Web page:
Why might Russia be interested in invading Ukraine?
At the end of 2021, when Russia began to accumulate troops on its border with Ukraine, the idea that President Putin really intended to invade that country It looked like a huge lantern. Today, the possibility is not so far-fetched as the feverish diplomatic activity to rule it out demonstrates.
What interest can the Kremlin have in triggering the conflict? Ukraine is not Crimea: it is a country slightly larger than Spain and with a similar population, 44 million inhabitants. On the other hand, no one believes that Vladimir Putin, despite his past as an espionage agent in East Germany, is nostalgic for the Soviet Union. Nor does he dream of expanding the territory or the natural resources of
the Russian Federation, vast in itself.
The first reason that seems to move the head of the Kremlin to foment the current crisis is NATO’s intention – embodied in concrete movements – to expand into Eastern Europe. Ukraine, which has not stopped knocking on the doors of the Alliance since Zelensky came to power, has a 1,200-kilometre border with Russia. Putin is convinced that the only way to dissuade NATO from moving away from Ukraine – which he describes as a ‘backyard’ – is raise the real possibility of an invasion. Moscow will only withdraw its plans if the Alliance signs a written agreement that Ukraine will never be welcomed into the Western military club.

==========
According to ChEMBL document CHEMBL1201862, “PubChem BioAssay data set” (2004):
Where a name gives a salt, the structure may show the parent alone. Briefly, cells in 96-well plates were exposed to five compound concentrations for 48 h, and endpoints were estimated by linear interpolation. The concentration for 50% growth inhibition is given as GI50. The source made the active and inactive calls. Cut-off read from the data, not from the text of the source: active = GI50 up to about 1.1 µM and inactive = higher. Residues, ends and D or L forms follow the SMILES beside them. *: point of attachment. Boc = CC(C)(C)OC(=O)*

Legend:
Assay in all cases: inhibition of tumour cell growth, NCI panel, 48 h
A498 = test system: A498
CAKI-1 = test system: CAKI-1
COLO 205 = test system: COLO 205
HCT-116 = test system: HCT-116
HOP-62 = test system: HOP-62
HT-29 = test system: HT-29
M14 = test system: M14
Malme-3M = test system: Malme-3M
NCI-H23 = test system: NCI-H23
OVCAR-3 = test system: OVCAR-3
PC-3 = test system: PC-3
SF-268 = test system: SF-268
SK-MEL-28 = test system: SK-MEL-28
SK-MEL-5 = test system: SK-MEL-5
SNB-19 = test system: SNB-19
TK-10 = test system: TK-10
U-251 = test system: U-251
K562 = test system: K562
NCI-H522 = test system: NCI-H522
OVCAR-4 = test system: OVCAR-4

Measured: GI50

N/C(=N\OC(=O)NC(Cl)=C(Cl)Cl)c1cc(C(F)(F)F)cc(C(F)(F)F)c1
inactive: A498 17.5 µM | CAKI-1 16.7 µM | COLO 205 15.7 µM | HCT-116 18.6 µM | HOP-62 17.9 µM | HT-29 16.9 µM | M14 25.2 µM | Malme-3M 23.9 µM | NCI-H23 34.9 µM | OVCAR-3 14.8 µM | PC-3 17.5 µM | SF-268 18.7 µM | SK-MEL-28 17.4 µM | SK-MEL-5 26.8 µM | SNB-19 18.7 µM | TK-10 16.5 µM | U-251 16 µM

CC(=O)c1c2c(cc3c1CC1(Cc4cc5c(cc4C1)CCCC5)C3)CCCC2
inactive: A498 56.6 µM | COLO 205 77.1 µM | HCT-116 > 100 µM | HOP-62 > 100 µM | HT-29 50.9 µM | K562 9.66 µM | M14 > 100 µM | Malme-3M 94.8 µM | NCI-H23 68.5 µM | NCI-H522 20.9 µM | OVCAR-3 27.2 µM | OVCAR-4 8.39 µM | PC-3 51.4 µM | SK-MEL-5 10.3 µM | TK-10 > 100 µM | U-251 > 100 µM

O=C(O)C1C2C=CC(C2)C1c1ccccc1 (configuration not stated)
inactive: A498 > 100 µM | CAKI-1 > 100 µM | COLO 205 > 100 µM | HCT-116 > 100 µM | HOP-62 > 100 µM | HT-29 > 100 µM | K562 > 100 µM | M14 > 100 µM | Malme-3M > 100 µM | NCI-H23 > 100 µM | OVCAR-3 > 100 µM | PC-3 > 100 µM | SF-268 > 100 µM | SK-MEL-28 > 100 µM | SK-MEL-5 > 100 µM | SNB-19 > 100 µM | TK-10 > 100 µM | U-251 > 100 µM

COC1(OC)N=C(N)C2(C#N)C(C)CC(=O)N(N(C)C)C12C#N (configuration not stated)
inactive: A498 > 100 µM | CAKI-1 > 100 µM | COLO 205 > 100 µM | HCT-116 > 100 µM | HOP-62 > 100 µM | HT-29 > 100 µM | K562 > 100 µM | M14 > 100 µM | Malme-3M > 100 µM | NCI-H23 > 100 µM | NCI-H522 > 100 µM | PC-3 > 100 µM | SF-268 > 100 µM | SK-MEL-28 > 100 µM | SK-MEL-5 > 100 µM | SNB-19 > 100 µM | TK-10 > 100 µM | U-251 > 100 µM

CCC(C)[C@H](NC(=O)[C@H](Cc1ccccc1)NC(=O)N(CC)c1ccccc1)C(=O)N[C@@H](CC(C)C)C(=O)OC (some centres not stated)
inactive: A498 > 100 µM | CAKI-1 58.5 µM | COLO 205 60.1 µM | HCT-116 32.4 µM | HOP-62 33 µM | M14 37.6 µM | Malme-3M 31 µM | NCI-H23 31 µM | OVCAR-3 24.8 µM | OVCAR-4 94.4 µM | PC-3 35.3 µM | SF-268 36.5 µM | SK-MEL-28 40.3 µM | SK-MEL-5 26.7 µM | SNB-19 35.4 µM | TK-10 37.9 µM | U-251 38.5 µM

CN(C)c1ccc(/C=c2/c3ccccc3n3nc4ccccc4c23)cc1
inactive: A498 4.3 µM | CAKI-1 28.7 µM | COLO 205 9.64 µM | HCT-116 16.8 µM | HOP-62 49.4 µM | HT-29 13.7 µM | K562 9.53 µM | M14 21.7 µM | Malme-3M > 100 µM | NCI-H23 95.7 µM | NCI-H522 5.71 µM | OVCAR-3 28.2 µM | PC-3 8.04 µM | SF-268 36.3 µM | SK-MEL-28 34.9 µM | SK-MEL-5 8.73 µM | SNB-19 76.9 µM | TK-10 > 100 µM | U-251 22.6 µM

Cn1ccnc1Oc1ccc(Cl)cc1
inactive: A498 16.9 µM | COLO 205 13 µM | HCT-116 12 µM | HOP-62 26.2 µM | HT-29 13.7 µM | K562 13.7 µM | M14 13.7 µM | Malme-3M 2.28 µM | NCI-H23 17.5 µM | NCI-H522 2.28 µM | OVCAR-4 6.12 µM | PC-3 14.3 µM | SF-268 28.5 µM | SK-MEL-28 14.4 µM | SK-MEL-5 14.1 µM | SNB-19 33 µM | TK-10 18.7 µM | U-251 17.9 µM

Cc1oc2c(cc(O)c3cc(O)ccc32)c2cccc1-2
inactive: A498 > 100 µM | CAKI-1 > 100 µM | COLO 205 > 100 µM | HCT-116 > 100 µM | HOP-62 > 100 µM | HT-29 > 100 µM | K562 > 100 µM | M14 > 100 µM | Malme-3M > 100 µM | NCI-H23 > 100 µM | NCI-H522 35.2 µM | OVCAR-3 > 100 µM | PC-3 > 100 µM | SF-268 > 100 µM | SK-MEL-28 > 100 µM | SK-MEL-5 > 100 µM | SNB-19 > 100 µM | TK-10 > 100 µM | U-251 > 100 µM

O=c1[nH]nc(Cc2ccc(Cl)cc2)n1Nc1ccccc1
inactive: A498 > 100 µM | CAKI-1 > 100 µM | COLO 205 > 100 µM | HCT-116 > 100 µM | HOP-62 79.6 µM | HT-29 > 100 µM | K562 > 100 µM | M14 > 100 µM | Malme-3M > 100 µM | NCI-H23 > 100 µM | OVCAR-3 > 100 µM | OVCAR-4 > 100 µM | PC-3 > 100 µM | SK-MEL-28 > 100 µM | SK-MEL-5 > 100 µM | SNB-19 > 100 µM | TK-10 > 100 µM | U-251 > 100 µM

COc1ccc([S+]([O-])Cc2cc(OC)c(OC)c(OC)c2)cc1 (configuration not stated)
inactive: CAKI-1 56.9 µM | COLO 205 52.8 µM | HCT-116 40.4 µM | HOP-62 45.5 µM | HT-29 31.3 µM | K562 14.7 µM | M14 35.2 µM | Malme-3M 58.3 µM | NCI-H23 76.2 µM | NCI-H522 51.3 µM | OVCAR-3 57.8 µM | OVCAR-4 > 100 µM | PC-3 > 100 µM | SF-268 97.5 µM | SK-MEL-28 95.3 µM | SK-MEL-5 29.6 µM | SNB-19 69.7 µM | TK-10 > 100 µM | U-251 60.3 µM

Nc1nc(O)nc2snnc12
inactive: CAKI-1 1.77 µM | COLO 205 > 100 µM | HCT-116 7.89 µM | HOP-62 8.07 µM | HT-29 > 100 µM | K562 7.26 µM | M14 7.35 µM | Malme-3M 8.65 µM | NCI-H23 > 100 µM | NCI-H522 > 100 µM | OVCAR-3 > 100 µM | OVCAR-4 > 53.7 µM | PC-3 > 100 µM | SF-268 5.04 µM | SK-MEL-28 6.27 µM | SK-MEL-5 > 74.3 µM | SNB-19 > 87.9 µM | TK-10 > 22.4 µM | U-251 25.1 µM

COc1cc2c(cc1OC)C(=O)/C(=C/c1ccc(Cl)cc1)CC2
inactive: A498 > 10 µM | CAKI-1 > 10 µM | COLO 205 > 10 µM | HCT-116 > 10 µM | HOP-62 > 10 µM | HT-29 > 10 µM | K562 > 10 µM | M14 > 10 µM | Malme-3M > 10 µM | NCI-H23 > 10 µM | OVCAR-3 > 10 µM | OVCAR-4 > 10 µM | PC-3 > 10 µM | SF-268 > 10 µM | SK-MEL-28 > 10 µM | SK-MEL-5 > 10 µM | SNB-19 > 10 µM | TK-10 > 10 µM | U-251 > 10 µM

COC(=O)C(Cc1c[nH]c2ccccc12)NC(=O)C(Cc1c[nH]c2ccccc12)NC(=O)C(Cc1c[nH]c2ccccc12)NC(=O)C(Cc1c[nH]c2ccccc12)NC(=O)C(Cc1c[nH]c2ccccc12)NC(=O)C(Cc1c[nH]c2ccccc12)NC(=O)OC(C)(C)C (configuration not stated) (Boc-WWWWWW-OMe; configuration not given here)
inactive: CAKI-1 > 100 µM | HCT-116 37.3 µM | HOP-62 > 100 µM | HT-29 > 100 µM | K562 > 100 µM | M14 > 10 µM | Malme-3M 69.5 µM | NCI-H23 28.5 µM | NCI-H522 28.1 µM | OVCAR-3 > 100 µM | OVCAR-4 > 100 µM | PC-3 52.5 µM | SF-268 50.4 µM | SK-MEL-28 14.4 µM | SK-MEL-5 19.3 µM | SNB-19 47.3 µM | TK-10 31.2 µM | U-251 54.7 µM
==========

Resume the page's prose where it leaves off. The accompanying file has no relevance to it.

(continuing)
The second reason that pushes the Russian president to play this arm wrestling match is psychological. Putin wants to end the prejudice that Russia lost the Cold War, and since then it has been condemned to be a second on the international scene, far behind the US, China and the European Union. The Russian leader’s wager is, of course, based on the conviction that if Russia invades Ukraine, the United States will not respond militarily. The superpower has lost the last two wars, Iraq and Afghanistan, and with Joe Biden in the White House and a North American public opinion hostile to more adventures, to trust in a counteroffensive from the Pentagon is to think of the excused.
The crisis began last December, but its roots are set in 2014, when popular protests brought down President Yanukovych, supported by Putin. Soon after, Russia invaded the Crimean peninsula and supported pro-Russian separatists in eastern Ukraine. The 2015 agreements sealed the status quo in those two territories torn from Ukraine, but the arrival of Zelensky to power in Kiev changed the situation. The US and NATO then began to accumulate military potential in the country, setting off the alarm in the Kremlin, which has finally decided to play hardball.